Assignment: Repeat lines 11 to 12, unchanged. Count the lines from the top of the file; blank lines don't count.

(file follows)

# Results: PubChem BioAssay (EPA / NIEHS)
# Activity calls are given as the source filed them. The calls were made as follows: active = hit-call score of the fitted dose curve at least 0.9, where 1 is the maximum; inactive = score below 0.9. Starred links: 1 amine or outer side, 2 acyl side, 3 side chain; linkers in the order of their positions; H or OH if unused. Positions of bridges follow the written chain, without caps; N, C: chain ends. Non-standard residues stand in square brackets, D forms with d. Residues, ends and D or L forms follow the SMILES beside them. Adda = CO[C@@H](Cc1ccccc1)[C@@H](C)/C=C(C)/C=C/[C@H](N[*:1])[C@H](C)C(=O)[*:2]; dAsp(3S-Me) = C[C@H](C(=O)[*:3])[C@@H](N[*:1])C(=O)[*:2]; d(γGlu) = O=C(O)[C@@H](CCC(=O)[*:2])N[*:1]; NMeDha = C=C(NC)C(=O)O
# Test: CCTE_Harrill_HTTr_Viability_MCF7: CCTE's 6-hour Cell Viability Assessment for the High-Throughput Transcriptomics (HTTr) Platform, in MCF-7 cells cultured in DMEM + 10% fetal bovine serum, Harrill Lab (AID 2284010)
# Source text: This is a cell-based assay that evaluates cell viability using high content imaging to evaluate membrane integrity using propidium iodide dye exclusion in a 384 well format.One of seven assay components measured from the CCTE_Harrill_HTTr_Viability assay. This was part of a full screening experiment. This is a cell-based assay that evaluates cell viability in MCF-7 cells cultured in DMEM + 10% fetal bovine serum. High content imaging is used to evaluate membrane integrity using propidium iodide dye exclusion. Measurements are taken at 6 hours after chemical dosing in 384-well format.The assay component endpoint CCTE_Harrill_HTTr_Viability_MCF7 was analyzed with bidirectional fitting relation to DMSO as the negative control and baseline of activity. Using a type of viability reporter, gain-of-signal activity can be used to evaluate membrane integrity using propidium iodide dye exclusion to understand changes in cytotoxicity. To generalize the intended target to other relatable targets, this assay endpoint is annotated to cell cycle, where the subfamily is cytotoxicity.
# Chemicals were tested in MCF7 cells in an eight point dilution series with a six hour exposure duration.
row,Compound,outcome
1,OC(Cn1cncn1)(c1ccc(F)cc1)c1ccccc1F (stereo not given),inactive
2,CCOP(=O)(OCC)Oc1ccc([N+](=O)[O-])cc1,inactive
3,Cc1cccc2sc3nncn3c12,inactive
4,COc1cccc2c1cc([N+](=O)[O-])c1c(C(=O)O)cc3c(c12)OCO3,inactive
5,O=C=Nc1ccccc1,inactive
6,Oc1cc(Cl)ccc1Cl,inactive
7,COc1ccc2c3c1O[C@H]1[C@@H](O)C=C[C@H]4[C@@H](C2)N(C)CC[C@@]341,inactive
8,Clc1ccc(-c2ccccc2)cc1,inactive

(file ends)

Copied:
5,O=C=Nc1ccccc1,inactive
6,Oc1cc(Cl)ccc1Cl,inactive